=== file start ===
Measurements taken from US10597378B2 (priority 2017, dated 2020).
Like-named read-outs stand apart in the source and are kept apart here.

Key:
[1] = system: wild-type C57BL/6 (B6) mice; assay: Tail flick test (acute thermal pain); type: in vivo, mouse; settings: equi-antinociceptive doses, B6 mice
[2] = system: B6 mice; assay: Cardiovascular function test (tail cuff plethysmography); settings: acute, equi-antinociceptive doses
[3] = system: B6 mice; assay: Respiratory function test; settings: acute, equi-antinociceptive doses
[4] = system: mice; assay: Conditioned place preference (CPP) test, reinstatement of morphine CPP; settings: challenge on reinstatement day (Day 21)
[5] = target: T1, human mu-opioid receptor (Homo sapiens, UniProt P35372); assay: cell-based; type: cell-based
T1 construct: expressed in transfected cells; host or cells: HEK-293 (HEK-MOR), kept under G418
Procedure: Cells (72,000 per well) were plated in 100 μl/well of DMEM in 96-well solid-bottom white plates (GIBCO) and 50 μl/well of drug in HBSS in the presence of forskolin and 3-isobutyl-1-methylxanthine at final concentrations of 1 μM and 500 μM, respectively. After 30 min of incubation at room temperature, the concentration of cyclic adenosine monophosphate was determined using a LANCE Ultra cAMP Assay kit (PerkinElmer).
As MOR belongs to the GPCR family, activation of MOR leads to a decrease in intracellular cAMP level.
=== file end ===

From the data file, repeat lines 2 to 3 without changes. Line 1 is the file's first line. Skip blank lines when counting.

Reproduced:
Like-named read-outs stand apart in the source and are kept apart here.

Key: